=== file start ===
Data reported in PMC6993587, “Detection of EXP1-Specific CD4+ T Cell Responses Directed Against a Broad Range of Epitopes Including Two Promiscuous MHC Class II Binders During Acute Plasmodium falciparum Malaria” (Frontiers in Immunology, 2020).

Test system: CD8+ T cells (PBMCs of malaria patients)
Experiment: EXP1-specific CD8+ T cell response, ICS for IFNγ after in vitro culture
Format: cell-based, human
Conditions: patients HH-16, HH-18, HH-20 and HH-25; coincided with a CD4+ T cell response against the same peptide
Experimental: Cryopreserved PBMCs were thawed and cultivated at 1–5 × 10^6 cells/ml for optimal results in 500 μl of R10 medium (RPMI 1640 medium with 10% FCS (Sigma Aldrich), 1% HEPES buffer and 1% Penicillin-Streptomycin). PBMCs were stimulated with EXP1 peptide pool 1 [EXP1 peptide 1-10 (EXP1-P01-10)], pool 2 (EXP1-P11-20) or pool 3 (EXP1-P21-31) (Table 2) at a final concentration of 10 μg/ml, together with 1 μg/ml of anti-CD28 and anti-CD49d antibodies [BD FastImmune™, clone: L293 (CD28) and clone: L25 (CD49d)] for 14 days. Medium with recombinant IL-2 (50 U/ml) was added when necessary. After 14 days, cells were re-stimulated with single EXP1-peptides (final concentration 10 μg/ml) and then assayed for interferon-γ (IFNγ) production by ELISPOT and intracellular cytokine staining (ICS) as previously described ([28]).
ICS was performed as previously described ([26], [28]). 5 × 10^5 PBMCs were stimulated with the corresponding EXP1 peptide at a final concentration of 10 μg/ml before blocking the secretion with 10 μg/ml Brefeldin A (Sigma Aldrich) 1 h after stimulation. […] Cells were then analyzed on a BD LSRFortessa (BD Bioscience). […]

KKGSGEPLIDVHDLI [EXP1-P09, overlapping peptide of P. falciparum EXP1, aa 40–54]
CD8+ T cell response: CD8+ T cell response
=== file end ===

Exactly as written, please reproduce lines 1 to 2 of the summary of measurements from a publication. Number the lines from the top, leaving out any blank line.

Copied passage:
Data reported in PMC6993587, “Detection of EXP1-Specific CD4+ T Cell Responses Directed Against a Broad Range of Epitopes Including Two Promiscuous MHC Class II Binders During Acute Plasmodium falciparum Malaria” (Frontiers in Immunology, 2020).

Test system: CD8+ T cells (PBMCs of malaria patients)